‘Hydromet services are a public good critical for resilience and growth’

‘Hydromet services are a public good critical for resilience and growth’
29 August 2016

The Red Cross Red Crescent this weekend called for greater investment in community resilience so vulnerable families can better face future challenges, including disease outbreaks.

“Community health-care workers and volunteers are uniquely…placed to anticipate and respond to public-health emergencies,” said IFRC Secretary General, Elhadj As Sy, in Nairobi for the sixth Tokyo International Conference on African Development – the first TICAD summit to be held on the African continent itself. 

Mr Sy said volunteers could “bridge the divide between the home and the hospital, and serve as the link between formal and informal health systems,” according to an IFRC press release yesterday.

“Importantly, in times of crisis, they provide an early warning of a new disease-outbreak and, if trained and supported, can lead invaluable early action.”

Red Cross Red Crescent volunteers and staff across Africa have played a crucial role in responding to at least 16 emergencies in 2016, including the yellow fever outbreaks in Angola and the Democratic Republic of the Congo, conflict in South Sudan, and floods and cholera in Kenya.

“Our volunteers are the backbone of the Red Cross,” said Abbas Gullet, the Secretary General of the Kenya Red Cross Society (KRCS).

“Our investment in ensuring they are well trained to respond to a variety of emergencies means communities receive the support they need sooner, and that they are more resilient to cope with unexpected events.”

‘Political advocacy’ 

ICRC President Peter Maurer, who was also in Nairobi, said: “The ICRC works to build and maintain the resilience of health-care systems against the destructive impacts of conflict and violence, which are often long-term and cumulative.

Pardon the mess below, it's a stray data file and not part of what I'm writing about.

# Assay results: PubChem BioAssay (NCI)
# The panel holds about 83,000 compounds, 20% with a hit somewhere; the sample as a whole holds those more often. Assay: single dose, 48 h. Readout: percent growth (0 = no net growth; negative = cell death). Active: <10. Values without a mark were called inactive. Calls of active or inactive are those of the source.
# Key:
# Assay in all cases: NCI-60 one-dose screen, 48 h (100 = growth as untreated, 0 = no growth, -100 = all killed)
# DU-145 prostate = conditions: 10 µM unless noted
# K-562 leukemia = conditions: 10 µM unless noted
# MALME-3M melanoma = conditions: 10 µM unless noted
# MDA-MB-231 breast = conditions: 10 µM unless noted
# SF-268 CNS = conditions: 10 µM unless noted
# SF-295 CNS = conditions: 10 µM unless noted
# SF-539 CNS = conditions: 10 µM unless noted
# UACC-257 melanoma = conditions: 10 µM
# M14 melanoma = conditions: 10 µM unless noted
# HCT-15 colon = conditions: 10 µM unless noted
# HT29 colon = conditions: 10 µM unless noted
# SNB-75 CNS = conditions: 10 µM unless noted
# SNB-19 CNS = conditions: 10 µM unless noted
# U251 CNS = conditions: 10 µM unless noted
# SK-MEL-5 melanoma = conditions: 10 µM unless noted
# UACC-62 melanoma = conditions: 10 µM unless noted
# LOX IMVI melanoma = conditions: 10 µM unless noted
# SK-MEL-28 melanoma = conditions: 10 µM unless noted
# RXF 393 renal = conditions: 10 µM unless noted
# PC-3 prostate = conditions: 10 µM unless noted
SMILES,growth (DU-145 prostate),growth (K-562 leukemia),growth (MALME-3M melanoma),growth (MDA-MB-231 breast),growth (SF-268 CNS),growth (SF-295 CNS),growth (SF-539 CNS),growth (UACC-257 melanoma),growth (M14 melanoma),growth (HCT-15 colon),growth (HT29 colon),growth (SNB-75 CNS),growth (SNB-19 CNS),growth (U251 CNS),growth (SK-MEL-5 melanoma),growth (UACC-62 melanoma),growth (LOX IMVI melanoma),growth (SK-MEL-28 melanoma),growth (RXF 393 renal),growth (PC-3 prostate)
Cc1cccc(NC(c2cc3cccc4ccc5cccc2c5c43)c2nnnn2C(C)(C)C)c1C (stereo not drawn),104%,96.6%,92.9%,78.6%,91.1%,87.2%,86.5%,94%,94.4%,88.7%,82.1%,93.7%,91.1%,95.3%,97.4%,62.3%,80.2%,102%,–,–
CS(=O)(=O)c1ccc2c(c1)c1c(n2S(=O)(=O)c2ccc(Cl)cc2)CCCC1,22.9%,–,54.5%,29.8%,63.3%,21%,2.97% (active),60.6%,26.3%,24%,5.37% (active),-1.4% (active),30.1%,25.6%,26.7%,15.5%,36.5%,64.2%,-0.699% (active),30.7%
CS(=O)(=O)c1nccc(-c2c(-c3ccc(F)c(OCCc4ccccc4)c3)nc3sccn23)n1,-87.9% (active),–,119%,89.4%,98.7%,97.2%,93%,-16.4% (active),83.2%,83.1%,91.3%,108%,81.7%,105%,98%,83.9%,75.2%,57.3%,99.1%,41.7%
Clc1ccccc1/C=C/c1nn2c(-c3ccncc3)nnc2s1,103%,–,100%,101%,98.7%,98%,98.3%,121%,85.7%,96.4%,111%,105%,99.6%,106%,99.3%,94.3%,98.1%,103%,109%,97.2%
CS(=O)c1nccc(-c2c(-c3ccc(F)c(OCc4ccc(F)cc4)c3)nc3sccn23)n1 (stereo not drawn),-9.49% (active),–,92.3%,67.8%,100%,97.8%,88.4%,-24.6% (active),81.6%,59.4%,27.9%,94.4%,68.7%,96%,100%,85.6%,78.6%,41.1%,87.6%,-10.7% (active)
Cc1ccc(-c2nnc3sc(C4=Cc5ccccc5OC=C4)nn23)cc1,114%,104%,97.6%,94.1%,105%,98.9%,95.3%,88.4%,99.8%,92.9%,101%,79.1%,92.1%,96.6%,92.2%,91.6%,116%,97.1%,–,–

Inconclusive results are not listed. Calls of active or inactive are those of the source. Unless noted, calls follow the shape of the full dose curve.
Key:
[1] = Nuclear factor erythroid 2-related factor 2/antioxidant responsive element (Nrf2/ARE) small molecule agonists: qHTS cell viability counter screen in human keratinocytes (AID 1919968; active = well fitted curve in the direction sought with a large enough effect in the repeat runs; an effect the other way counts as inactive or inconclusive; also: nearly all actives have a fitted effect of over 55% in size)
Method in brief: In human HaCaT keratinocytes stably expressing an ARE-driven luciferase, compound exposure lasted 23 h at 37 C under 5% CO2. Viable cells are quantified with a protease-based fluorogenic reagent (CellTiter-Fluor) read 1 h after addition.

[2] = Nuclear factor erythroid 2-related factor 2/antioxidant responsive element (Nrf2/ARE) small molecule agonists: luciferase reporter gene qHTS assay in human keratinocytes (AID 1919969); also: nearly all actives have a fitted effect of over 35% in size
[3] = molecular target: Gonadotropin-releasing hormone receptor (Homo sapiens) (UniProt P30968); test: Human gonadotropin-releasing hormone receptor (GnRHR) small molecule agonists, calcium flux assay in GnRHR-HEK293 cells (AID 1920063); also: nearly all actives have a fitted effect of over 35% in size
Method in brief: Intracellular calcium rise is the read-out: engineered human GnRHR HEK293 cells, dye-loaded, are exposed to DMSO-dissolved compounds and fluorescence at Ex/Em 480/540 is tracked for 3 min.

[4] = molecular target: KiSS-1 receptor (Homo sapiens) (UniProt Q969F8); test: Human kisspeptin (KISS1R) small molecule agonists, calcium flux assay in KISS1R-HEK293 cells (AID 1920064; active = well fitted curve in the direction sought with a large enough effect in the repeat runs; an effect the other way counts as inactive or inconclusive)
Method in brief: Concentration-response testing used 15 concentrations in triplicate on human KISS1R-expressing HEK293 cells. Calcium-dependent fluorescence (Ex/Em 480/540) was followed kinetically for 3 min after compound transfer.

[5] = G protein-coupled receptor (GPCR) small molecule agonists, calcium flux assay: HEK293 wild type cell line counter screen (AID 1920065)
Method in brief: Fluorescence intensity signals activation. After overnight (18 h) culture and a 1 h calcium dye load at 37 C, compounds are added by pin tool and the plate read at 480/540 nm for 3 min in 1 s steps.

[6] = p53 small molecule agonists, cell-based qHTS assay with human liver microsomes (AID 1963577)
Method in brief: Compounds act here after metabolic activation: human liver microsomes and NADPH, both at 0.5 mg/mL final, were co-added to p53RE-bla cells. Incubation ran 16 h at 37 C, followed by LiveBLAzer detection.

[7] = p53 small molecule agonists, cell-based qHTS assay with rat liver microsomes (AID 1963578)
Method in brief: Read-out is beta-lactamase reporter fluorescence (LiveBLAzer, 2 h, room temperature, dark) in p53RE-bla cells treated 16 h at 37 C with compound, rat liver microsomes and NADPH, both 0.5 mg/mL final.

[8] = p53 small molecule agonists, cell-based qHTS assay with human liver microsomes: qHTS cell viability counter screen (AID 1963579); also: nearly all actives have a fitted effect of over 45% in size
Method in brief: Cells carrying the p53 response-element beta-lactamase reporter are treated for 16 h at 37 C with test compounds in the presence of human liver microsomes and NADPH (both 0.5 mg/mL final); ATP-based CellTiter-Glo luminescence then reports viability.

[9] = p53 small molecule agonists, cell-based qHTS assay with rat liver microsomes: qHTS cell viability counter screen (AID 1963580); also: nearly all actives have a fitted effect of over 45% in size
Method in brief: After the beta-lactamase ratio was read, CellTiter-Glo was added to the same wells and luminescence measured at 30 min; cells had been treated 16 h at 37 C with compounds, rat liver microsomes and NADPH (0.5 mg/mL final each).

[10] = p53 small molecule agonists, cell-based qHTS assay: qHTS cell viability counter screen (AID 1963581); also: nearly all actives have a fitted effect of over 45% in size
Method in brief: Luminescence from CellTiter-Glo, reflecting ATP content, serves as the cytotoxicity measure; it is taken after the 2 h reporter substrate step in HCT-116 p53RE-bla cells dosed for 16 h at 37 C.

“We respond to urgent needs and invest in long-term programmes related to health care.

“Ensuring universal access to health care should be a priority, [if] one that requires high-level political advocacy and willingness to stop attacks on health personnel, facilities and vehicles.”

#TICADVI (on Twitter) was first held in Japan in 1993 to “promote high-level policy dialogue between African leaders and their partners, including humanitarian aid and non-governmental organizations, and to mobilize support for African-owned development initiatives,” according to the UN’s Office of the Special Adviser on Africa – one of five co-organizers.

The others are the Japanese government, the African Union Commission, the World Bank and UNDP.

Our investment in volunteers means
communities receive the support they need sooner 
and are more resilient

Alongside TICAD a special event hosted by the World Bank focused on disaster and climate resilience.

Professor Judy Wakhungu, Kenya’s Cabinet Secretary for Environment and Natural Resources, emphasized to delegates the benefits of informed decision-making, anticipating changing risks rather than just responding.

Makhtar Diop, World Bank Vice-President for Africa, said hydrometeorological services were “a public good critical for resilience and growth”.

The bank, together with the World Meteorological Organization and the African Development Bank last June launched an initiative to modernize Sub-Saharan African meteorological and hydrological services – seen as key to strengthening resilience amid extreme-weather events and protecting development gains.

That programme aims eventually to invest millions of dollars, the first of which have now been approved by the Green Climate Fund for a project in Mali.

The Nairobi TICAD event’s high-level panel was chaired by Climate Centre Director Maarten van Aalst and emphasized the need for “end-to-end approaches” to climate services: investment in technical equipment like weather stations and computers, and especially connecting to decision-making in major economic sectors that also includes the people most affected by climate risks.

Mahboub Maalim, Secretary General of the regional economic body IGAD, said the region had made great progress shifting its approach from response to anticipatory action, and had been able to cope with the recent El Niño more effectively than would have been the case ten years ago.

He cited the KRCS as one organization succeeding in bridging the gap between climate information and local action.

The Red Cross Red Crescent issued a call to coincide with the ‘TICAD VI’ summit in Nairobi for increased investment in resilience to help vulnerable families meet future challenges, including disease outbreaks. Makhtar Diop, a vice-president at the World Bank, a TICAD institutional organizer, said services related to ‘hydrometeorology’ – the study of atmospheric water and precipitation – are “a public good critical for resilience and growth”. (Photo: Peter Maurer/ICRC via Twitter)